What Are The Khmer Rouge Killing Fields?

A view of the Toul Sleng Genocide Museum in Cambodia. Editorial credit: Thanachet Maviang / Shutterstock.com.

What Are The Khmer Rouge Killing Fields?

The Khmer Rouge ruled over Cambodia between 1976 and 1979 and during this period, the government sanctioned the mass executions of ethnic minorities, professionals, and Buddhists in the country. The locations where these mass executions were conducted became known as the Khmer Rouge Killing Fields. About two million people are believed to have been executed in the Killing Fields. Many victims were instructed to dig their graves before being executed and buried in them. Most of the graves were shallow since the victims were often too weak to dig deep pits. A memorial park and monument have been erected on the Killing Fields and thousands of bones of victims exhumed from the grounds are displayed inside the monument. However, many more remains are yet to be exhumed, and there have been reports of the bones and clothing of the dead resurfacing during the rainy season. Visitors also report finding bones and teeth on the park grounds.

The Cambodia Civil War

The Cambodia Civil War was a military conflict that pitted the Kingdom of Cambodia with Khmer Rouge insurgents. The civil war lasted for over eight years between March 1967 and April 1975. The civil war also drew in international players including North Vietnam, the United States, and the Viet Cong. The war was one of the bloodiest in Cambodia’s history and resulted in the deaths of between 0.24 million and 0.80 million people and the wanton destruction of property in the country. The civil war resulted in the fall of the Kingdom of Cambodia and rise of Democratic Kampuchea led by the Khmer Rouge. The Cambodia genocide started at the end of the civil war, as the Khmer Rouge administration began implementing its infamous mass executions of minorities.

The Khmer Rouge

The Khmer Rouge was the regime that ruled over the Republic of Kampuchea (modern-day Cambodia) between 1976 and 1979. The Khmer Rouge rose to power after emerging victorious in the Cambodia Civil War and instituted an atheist communist government. The administration was infamous for its mass executions of minorities in the country, which were in the form of mass burials in what was to be known as the Khmer Rouge Killing Fields. Religious persecution was rife during the regime, and thousands of Buddhists, Muslims, and Christians were massacred for their religious beliefs by the atheist Khmer Rouge (there were reports of Muslims being forced to consume pork by the Khmer Rouge, failure to which resulted in death). In the last years, the Khmer Rouge government started goading Vietnam by invading the neighboring country in April 1978. In response, Vietnam invaded Kampuchea and, in conjunction with former Khmer Rouge officials, was able to depose the Khmer Rouge and captured the nation’s capital on January 7th, 1979.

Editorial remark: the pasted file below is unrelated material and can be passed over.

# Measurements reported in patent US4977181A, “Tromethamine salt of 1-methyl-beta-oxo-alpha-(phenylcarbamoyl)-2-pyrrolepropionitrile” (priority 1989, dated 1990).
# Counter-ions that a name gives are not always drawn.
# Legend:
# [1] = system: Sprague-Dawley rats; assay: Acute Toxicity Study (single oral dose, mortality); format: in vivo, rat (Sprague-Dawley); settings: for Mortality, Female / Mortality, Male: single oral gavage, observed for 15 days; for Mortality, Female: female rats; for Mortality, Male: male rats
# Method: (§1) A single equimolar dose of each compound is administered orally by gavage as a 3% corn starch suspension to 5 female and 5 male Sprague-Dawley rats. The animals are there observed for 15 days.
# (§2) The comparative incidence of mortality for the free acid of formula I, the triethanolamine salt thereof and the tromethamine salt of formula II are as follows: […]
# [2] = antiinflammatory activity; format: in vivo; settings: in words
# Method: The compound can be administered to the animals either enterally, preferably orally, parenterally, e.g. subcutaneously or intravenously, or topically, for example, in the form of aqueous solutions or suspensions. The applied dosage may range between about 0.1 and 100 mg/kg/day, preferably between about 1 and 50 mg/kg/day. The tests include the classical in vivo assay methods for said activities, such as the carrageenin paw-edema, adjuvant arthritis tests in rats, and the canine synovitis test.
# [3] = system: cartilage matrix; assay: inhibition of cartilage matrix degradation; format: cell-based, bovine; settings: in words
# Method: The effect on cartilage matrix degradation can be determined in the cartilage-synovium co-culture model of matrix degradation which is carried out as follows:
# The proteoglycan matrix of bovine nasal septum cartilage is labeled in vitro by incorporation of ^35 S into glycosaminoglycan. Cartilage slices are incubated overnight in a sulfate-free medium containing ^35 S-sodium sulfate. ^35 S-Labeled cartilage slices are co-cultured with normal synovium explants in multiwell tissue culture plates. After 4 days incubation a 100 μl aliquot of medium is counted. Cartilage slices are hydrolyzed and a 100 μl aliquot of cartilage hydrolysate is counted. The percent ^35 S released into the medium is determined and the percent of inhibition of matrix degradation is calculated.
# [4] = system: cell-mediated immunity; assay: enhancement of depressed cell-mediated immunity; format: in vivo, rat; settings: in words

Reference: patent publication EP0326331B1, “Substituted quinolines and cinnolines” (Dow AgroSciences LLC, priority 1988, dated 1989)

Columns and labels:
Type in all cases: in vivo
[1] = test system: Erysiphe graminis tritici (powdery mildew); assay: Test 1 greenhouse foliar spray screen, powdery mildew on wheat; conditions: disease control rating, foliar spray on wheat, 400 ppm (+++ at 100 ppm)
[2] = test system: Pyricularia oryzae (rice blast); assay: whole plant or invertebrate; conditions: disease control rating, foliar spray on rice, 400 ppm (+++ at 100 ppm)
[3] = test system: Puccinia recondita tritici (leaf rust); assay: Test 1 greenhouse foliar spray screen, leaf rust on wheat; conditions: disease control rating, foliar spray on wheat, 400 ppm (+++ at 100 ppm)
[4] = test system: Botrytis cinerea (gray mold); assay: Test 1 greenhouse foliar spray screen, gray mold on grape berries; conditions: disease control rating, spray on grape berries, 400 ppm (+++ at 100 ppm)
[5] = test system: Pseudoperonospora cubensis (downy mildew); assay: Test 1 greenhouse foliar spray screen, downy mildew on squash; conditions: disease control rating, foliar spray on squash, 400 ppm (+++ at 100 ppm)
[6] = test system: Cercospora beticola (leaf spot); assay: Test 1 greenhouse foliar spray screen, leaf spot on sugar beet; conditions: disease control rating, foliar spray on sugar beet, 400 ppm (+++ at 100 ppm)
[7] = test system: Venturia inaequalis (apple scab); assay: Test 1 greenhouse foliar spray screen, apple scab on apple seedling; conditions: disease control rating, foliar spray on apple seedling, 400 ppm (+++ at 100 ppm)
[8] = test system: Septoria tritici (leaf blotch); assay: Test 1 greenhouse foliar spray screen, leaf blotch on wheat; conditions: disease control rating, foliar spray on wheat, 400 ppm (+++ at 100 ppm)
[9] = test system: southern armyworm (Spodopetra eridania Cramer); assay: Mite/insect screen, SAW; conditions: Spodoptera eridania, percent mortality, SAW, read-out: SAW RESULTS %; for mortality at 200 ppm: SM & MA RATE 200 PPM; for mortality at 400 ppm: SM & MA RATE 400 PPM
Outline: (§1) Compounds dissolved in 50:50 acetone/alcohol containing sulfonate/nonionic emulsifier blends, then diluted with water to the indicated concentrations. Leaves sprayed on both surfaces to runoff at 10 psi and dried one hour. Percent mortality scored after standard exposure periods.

The Cambodia Genocide

The Cambodia genocide was the state-sanctioned mass executions in Cambodia conducted by the Khmer Rouge between 1975 and 1979. The genocide is often regarded as among the bloodiest in history since it resulted in the deaths of between 1.5 million and 3 million people. About 60% of the deaths during the genocide were perpetrated as executions, with the remainder being caused by disease and starvation. The Khmer Rouge soldiers would target anyone who was associated with the deposed Kingdom of Cambodia, ethnic minorities, religious communities (mainly Buddhists), and intellectuals. The government also aimed at extending the executions to the Vietnamese, with the regime directing Kampucheans to “kill the 50 million Vietnamese”. The genocide ended after the Khmer Rouge were deposed by Vietnamese forces in 1979.


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